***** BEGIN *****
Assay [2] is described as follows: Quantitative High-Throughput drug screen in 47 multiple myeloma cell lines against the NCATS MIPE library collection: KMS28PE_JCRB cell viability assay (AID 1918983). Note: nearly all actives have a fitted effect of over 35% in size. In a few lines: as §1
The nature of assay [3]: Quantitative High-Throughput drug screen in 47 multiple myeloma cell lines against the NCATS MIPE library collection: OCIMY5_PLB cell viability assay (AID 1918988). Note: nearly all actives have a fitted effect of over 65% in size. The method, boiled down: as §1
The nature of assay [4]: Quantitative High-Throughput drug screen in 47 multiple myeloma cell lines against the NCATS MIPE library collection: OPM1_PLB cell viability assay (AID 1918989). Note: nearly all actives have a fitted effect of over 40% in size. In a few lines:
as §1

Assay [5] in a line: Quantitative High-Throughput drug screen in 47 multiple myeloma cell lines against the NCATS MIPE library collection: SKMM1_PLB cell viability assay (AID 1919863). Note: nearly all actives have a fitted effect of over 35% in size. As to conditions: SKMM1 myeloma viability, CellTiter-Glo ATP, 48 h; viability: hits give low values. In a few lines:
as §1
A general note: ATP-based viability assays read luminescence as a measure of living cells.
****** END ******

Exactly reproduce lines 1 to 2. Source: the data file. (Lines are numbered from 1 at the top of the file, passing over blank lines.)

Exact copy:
Assay [2] is described as follows: Quantitative High-Throughput drug screen in 47 multiple myeloma cell lines against the NCATS MIPE library collection: KMS28PE_JCRB cell viability assay (AID 1918983). Note: nearly all actives have a fitted effect of over 35% in size. In a few lines: as §1
The nature of assay [3]: Quantitative High-Throughput drug screen in 47 multiple myeloma cell lines against the NCATS MIPE library collection: OCIMY5_PLB cell viability assay (AID 1918988). Note: nearly all actives have a fitted effect of over 65% in size. The method, boiled down: as §1